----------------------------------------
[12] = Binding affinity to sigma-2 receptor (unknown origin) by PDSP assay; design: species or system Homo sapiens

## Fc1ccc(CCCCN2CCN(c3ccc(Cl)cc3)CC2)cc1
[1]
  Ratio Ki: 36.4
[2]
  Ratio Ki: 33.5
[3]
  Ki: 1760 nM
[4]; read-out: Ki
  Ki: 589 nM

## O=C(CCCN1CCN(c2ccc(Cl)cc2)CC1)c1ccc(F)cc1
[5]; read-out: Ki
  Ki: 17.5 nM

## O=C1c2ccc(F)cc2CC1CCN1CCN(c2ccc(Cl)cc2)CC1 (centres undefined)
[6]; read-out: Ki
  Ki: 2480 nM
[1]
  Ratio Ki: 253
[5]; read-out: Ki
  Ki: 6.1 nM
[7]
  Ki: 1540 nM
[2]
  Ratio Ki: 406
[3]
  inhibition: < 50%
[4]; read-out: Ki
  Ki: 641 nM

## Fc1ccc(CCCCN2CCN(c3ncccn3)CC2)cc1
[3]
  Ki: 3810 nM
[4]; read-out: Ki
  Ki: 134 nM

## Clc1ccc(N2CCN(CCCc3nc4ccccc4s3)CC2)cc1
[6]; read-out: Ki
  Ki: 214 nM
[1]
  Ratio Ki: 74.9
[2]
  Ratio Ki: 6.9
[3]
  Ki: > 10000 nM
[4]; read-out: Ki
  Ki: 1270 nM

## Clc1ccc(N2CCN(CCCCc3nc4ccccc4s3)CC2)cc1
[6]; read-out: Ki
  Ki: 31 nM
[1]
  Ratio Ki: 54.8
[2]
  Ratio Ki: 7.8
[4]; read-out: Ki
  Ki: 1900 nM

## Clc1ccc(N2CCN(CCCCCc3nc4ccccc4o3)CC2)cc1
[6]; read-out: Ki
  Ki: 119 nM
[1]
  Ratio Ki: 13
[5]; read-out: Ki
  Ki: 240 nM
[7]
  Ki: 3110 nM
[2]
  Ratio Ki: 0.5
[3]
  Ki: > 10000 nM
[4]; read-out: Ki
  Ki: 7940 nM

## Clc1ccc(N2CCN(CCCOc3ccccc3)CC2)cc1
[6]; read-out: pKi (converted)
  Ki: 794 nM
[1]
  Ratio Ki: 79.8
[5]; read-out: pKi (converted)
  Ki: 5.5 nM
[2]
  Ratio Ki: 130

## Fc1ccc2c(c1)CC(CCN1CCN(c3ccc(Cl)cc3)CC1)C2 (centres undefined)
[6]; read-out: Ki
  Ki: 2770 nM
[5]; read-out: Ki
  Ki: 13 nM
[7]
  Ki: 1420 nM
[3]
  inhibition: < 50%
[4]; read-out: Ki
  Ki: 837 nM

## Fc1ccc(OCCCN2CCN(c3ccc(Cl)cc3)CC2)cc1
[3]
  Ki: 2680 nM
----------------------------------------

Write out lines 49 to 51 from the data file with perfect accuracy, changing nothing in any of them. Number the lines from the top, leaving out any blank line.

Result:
  Ratio Ki: 54.8
[2]
  Ratio Ki: 7.8